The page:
Webinar on the classic Taijiquan text The Mental Elucidation of the Thirteen Kinetic PosturesDec 20, 2022
The text of the Mental Elucidation of the Thirteen Kinetic Postures first appeared approximately 300 years ago when a man called Wang Chongyue visited the Chen family and presented the text to Master Chen Wangting. Wang Chongyue was reportedly a student in the lineage of Zhang Sanfeng (the attributed creator of Taijiquan).
There is no clear answer as to who actually wrote the text or exactly when it was written, but it appears to have been written in the mid-Ching dynasty (1600s or 1700s).
The text became one of the three most important writings of Taijiquan, along with the Taijiquan Treatise and the Taijiquan Classic, both attributed to Zhang Sanfeng.
The importance of the text is seen in two areas of Taijiquan practice:
- It accentuates the necessary use of mind intent.
- It demonstrates how a practitioner should focus on the Spirit of Vitality, not on the Qi (breath).
The text also reveals several analogies used to illustrate the functions and purposes of the mind intent.
The illustration from the text shows a Taoist view of creation. From Wu Chi (the Void or Emptiness) comes Tai Ji (yin and yang), and from this separation comes the Eight Images (the trigrams associated with the Eight Postures of Taijiquan). From the Eight Images comes the Ten Thousand Things (all phenomena). The illustration reveals that this entire process functions through the Five Activities (or Elements). These Five Activities operate within each of the Eight Postures of Taijiquan, thus making them “kinetic.”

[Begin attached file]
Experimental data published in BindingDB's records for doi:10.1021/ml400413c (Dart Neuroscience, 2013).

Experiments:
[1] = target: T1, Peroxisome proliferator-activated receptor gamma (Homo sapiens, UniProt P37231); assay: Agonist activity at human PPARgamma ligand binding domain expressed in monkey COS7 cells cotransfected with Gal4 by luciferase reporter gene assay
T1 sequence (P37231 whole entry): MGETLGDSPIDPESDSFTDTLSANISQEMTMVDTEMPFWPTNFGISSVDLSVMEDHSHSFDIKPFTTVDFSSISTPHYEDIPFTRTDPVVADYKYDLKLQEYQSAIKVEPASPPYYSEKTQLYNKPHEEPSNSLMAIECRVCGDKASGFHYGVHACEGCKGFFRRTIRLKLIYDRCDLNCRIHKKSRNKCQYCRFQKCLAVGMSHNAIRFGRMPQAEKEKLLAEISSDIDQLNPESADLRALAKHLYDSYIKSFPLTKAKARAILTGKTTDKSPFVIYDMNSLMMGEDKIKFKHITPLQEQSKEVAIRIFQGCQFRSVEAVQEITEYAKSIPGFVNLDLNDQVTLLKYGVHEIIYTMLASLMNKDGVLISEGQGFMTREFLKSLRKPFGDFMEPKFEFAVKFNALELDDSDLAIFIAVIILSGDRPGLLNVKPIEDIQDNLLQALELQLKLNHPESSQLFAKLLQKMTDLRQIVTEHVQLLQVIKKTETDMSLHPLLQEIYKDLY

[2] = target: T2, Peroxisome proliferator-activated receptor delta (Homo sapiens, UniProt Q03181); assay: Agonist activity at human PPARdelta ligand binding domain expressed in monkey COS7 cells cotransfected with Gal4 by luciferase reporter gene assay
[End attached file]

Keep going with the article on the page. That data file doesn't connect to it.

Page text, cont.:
In Internal Alchemy this illustration is demonstrating the opposite of what Lao Zi mentioned, “From the one comes the two, from the two comes the three,” which shows the creation aspect of mortality.
Internally Alchemy views its process starting as the three (mortality) moving into the two (duality), and then to the One (singularity) and thus achieving immortality. It is from this that we can see how Taijiquan functions: Namely, from stillness (Wu Chi, the One) we move into Tai Ji (beginning movement, the Two), and then we can create all the movements (experience the movement of Qi, the Three).
This text emphasizes the utmost sensitivity and accuracy of the prerequisites of Taijiquan practice. The beginning states, “The mind-intent moves the Qi.”
Mind intent is a human perception that allows us to respond to things naturally and spontaneously. This is the leading principle of the entire treatise, because it is through mind intent that the Thirteen Postures can be applied kinetically, and the Qi can come forth.
The following excerpt of Stuart’s translation of The Mental Elucidation of the Thirteen Kinetic Postures comes from his book Imagination Becomes Reality (available as a PDF from Valley Spirit Arts).
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